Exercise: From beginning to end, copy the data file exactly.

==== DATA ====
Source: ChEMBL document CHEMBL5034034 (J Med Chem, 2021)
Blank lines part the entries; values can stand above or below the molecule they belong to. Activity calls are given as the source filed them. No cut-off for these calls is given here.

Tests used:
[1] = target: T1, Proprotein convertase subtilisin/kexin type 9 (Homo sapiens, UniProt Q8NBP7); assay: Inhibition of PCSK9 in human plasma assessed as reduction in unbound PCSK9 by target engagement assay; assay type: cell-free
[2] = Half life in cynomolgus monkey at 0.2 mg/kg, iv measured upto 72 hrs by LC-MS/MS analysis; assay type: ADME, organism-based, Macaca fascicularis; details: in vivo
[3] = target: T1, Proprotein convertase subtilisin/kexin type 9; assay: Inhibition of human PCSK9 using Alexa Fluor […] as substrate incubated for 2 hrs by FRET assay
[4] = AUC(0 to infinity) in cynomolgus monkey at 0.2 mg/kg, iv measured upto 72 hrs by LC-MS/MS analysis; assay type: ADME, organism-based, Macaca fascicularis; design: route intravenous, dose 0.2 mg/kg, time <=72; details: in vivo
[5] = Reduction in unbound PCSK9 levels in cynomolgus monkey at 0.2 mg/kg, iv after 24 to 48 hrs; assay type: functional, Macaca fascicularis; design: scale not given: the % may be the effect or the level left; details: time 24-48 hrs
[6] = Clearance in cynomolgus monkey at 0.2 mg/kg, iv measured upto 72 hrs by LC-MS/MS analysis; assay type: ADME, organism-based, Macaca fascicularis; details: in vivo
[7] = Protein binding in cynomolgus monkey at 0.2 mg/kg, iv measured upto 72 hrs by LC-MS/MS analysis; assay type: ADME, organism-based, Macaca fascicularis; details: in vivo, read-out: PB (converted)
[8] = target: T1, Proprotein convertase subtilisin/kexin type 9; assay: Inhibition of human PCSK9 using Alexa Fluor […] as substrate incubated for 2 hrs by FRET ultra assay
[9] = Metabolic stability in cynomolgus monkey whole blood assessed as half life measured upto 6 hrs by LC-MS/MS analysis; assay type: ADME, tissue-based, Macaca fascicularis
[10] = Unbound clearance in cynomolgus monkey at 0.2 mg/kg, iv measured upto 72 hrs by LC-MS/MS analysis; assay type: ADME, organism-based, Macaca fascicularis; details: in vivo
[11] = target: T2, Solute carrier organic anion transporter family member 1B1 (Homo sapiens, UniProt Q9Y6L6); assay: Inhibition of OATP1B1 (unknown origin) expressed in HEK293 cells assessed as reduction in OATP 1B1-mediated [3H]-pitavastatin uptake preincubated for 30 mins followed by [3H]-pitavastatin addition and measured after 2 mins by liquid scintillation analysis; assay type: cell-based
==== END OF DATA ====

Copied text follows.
Source: ChEMBL document CHEMBL5034034 (J Med Chem, 2021)
Blank lines part the entries; values can stand above or below the molecule they belong to. Activity calls are given as the source filed them. No cut-off for these calls is given here.

Tests used:
[1] = target: T1, Proprotein convertase subtilisin/kexin type 9 (Homo sapiens, UniProt Q8NBP7); assay: Inhibition of PCSK9 in human plasma assessed as reduction in unbound PCSK9 by target engagement assay; assay type: cell-free
[2] = Half life in cynomolgus monkey at 0.2 mg/kg, iv measured upto 72 hrs by LC-MS/MS analysis; assay type: ADME, organism-based, Macaca fascicularis; details: in vivo
[3] = target: T1, Proprotein convertase subtilisin/kexin type 9; assay: Inhibition of human PCSK9 using Alexa Fluor […] as substrate incubated for 2 hrs by FRET assay
[4] = AUC(0 to infinity) in cynomolgus monkey at 0.2 mg/kg, iv measured upto 72 hrs by LC-MS/MS analysis; assay type: ADME, organism-based, Macaca fascicularis; design: route intravenous, dose 0.2 mg/kg, time <=72; details: in vivo
[5] = Reduction in unbound PCSK9 levels in cynomolgus monkey at 0.2 mg/kg, iv after 24 to 48 hrs; assay type: functional, Macaca fascicularis; design: scale not given: the % may be the effect or the level left; details: time 24-48 hrs
[6] = Clearance in cynomolgus monkey at 0.2 mg/kg, iv measured upto 72 hrs by LC-MS/MS analysis; assay type: ADME, organism-based, Macaca fascicularis; details: in vivo
[7] = Protein binding in cynomolgus monkey at 0.2 mg/kg, iv measured upto 72 hrs by LC-MS/MS analysis; assay type: ADME, organism-based, Macaca fascicularis; details: in vivo, read-out: PB (converted)
[8] = target: T1, Proprotein convertase subtilisin/kexin type 9; assay: Inhibition of human PCSK9 using Alexa Fluor […] as substrate incubated for 2 hrs by FRET ultra assay
[9] = Metabolic stability in cynomolgus monkey whole blood assessed as half life measured upto 6 hrs by LC-MS/MS analysis; assay type: ADME, tissue-based, Macaca fascicularis
[10] = Unbound clearance in cynomolgus monkey at 0.2 mg/kg, iv measured upto 72 hrs by LC-MS/MS analysis; assay type: ADME, organism-based, Macaca fascicularis; details: in vivo
[11] = target: T2, Solute carrier organic anion transporter family member 1B1 (Homo sapiens, UniProt Q9Y6L6); assay: Inhibition of OATP1B1 (unknown origin) expressed in HEK293 cells assessed as reduction in OATP 1B1-mediated [3H]-pitavastatin uptake preincubated for 30 mins followed by [3H]-pitavastatin addition and measured after 2 mins by liquid scintillation analysis; assay type: cell-based